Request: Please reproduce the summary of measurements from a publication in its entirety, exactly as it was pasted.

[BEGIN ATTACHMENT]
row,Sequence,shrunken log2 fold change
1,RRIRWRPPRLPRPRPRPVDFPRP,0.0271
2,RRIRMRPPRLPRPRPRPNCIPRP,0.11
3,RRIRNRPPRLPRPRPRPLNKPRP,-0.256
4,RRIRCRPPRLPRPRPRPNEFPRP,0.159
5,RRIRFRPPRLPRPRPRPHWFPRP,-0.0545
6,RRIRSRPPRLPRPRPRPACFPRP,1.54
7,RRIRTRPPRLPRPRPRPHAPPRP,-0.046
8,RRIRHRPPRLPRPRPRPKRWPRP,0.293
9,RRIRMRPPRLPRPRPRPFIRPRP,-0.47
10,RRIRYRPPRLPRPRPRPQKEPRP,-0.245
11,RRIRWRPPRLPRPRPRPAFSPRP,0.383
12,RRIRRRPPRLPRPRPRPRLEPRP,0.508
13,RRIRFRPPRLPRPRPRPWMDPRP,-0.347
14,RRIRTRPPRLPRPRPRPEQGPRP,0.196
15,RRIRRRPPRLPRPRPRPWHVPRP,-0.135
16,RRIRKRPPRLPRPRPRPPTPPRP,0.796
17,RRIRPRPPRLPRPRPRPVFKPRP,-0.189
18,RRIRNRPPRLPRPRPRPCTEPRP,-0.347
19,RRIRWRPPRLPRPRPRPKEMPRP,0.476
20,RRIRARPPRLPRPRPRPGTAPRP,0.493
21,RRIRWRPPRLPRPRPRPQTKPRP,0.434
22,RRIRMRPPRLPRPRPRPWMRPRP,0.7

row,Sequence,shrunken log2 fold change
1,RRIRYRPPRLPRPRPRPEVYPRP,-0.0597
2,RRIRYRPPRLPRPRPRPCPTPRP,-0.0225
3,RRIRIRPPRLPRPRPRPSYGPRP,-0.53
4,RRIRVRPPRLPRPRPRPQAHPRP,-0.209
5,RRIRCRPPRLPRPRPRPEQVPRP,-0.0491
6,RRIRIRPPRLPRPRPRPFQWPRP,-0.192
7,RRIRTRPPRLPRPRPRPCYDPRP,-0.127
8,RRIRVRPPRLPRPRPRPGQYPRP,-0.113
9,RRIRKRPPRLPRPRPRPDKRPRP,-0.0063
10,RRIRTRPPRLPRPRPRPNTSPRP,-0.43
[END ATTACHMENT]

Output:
row,Sequence,shrunken log2 fold change
1,RRIRWRPPRLPRPRPRPVDFPRP,0.0271
2,RRIRMRPPRLPRPRPRPNCIPRP,0.11
3,RRIRNRPPRLPRPRPRPLNKPRP,-0.256
4,RRIRCRPPRLPRPRPRPNEFPRP,0.159
5,RRIRFRPPRLPRPRPRPHWFPRP,-0.0545
6,RRIRSRPPRLPRPRPRPACFPRP,1.54
7,RRIRTRPPRLPRPRPRPHAPPRP,-0.046
8,RRIRHRPPRLPRPRPRPKRWPRP,0.293
9,RRIRMRPPRLPRPRPRPFIRPRP,-0.47
10,RRIRYRPPRLPRPRPRPQKEPRP,-0.245
11,RRIRWRPPRLPRPRPRPAFSPRP,0.383
12,RRIRRRPPRLPRPRPRPRLEPRP,0.508
13,RRIRFRPPRLPRPRPRPWMDPRP,-0.347
14,RRIRTRPPRLPRPRPRPEQGPRP,0.196
15,RRIRRRPPRLPRPRPRPWHVPRP,-0.135
16,RRIRKRPPRLPRPRPRPPTPPRP,0.796
17,RRIRPRPPRLPRPRPRPVFKPRP,-0.189
18,RRIRNRPPRLPRPRPRPCTEPRP,-0.347
19,RRIRWRPPRLPRPRPRPKEMPRP,0.476
20,RRIRARPPRLPRPRPRPGTAPRP,0.493
21,RRIRWRPPRLPRPRPRPQTKPRP,0.434
22,RRIRMRPPRLPRPRPRPWMRPRP,0.7

row,Sequence,shrunken log2 fold change
1,RRIRYRPPRLPRPRPRPEVYPRP,-0.0597
2,RRIRYRPPRLPRPRPRPCPTPRP,-0.0225
3,RRIRIRPPRLPRPRPRPSYGPRP,-0.53
4,RRIRVRPPRLPRPRPRPQAHPRP,-0.209
5,RRIRCRPPRLPRPRPRPEQVPRP,-0.0491
6,RRIRIRPPRLPRPRPRPFQWPRP,-0.192
7,RRIRTRPPRLPRPRPRPCYDPRP,-0.127
8,RRIRVRPPRLPRPRPRPGQYPRP,-0.113
9,RRIRKRPPRLPRPRPRPDKRPRP,-0.0063
10,RRIRTRPPRLPRPRPRPNTSPRP,-0.43